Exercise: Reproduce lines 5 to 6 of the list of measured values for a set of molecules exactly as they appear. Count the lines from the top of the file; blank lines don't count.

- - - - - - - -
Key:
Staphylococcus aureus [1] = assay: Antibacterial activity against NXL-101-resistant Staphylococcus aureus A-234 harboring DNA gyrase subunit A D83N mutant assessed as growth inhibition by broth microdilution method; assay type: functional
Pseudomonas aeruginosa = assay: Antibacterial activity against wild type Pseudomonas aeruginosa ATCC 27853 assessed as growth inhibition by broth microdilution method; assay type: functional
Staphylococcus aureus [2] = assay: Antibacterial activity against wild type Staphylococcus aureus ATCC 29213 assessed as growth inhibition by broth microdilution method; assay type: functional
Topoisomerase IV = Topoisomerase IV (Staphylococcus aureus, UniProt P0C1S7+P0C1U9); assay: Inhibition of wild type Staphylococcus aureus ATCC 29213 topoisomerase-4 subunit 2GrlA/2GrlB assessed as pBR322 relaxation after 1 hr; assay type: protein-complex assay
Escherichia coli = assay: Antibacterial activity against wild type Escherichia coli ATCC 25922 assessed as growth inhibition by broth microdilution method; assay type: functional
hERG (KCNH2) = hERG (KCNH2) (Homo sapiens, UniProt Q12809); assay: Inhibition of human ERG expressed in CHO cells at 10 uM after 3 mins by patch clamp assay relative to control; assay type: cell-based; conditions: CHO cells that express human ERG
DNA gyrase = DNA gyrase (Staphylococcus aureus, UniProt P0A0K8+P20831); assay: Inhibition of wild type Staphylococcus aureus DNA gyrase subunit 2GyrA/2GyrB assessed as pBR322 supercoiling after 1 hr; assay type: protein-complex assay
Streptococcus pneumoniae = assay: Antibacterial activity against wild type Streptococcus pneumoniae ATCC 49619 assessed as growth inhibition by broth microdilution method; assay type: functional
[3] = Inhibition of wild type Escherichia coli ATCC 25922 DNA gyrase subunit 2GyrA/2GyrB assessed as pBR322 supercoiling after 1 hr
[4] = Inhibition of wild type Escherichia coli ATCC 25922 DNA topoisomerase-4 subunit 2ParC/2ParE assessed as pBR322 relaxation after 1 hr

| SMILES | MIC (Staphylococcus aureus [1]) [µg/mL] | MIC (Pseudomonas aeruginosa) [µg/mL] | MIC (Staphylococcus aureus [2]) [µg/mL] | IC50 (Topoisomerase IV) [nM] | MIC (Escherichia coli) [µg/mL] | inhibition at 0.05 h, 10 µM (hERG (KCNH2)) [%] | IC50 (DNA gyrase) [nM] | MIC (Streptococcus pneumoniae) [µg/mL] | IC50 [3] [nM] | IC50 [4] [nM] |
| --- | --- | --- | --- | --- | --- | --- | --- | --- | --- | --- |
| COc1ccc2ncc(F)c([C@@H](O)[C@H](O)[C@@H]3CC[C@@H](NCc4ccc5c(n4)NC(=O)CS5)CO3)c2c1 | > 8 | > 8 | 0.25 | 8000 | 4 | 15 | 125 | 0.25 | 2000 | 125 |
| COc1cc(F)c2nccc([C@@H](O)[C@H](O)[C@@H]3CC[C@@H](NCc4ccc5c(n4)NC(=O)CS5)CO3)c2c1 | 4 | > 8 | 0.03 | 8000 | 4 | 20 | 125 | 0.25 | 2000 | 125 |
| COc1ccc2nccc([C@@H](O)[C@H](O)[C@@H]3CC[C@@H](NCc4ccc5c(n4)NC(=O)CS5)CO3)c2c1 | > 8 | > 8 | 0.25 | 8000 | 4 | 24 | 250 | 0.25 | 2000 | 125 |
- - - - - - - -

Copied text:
Topoisomerase IV = Topoisomerase IV (Staphylococcus aureus, UniProt P0C1S7+P0C1U9); assay: Inhibition of wild type Staphylococcus aureus ATCC 29213 topoisomerase-4 subunit 2GrlA/2GrlB assessed as pBR322 relaxation after 1 hr; assay type: protein-complex assay
Escherichia coli = assay: Antibacterial activity against wild type Escherichia coli ATCC 25922 assessed as growth inhibition by broth microdilution method; assay type: functional